I understand that, so far, the consultation that has been undertaken suggests that the existing flexibility of the rules is valuable and there appears to be no one method of taking a child's views that is appropriate in all situations, taking account of the age of the child and the circumstances of each case. It is not difficult to envisage that if a child was still in its carrycot, under the age of one, it really would not matter how suitably qualified or trained or experienced a person might be—the obtaining of the views of the child would be impossible. It may be in other circumstances—and, possibly inadvertently, the noble Lord, Lord Macaulay, did not move his Amendment No. 13—one way in which you might obtain the views of the child would not be by having a suitably trained person but by having a curator ad litem. What comes through to me is that there is such a wide variety of circumstances that it is difficult to see that there is any one answer.

If I move away from the carrycot to the boy who is 15 years and six months, I would guess that he is pretty capable of expressing his views without the intervention

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of a third party. In those particular circumstances, the best way to do it would be to have the young lad speak to the sheriff or the judge and express his own opinions.

In all the circumstances I take the view that we should leave these matters to the rules of court. I do not pretend that it will be a particularly easy task. Like the noble Earl, I noted what the Lord President of the Court of Session said in his maiden speech on Second Reading of the Bill. Given what I said about the importance of carrying this through into practice by the rules of court, I can give an absolute assurance that the Lord President will be intimately involved in any discussions about how the views of such children are best obtained in particular cases.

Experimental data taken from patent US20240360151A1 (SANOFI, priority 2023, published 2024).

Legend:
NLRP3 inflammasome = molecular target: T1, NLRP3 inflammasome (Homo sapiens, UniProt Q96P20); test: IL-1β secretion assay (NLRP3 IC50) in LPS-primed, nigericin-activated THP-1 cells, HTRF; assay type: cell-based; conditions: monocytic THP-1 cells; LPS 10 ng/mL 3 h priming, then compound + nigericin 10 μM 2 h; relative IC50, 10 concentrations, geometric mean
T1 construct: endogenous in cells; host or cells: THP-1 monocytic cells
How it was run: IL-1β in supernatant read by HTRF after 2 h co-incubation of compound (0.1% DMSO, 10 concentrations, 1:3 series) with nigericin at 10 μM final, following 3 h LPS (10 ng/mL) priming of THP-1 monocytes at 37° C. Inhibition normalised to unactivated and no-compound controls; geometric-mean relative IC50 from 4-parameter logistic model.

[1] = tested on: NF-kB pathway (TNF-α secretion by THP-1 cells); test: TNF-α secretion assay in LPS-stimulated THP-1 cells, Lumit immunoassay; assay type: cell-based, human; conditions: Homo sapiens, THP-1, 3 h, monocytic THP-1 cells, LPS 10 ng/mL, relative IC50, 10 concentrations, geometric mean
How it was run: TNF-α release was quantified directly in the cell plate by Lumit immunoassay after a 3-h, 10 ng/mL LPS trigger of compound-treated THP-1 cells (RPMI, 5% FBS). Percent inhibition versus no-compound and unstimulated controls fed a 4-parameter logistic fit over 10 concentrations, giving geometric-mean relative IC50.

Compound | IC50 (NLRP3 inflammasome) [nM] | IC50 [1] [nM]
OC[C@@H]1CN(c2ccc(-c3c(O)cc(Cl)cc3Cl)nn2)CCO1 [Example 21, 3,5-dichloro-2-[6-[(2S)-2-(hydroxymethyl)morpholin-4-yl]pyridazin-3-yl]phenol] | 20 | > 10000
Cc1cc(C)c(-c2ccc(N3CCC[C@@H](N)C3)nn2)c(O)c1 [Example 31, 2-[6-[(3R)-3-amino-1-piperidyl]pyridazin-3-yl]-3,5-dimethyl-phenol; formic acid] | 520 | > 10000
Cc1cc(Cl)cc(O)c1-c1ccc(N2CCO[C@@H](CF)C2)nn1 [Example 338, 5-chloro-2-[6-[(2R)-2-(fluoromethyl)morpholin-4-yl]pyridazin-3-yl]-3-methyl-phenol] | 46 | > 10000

Lord Macaulay of Bragar: Before the Minister sits down, can I take complete responsibility for not moving Amendment No. 13. However, in view of what the Minister has said, I hope that the Government will take the content of the proposed amendment into account before the Report stage.

Lord Fraser of Carmyllie: I have already taken it into account. I would not like to see a curator ad litem appointed in each and every case; I think that that could be wholly inappropriate. The noble Lord will appreciate that such a power to appoint a curator ad litem is already vested in the court. I would suggest, consistent with what I have just said, that if there is a case where the court considers it appropriate to appoint a curator ad litem it can already do so.

Lady Saltoun of Abernethy: I am grateful to the noble and learned Lord for his reply, but I must here apologise for not being able to answer the two questions of the noble Baroness, Lady Faithfull. The fact is that the amendment is one which the noble Baroness, Lady Carnegy of Lour, had hoped to move. Unfortunately, she is not very well and is not able to attend. I said that I would move the amendment for her. That is why I do not have the answers. I beg leave to withdraw the amendment.

Amendment, by leave, withdrawn.

Clause 11 agreed to.

Clause 12 [Restrictions on decrees for divorce, separation or annulment affecting children]: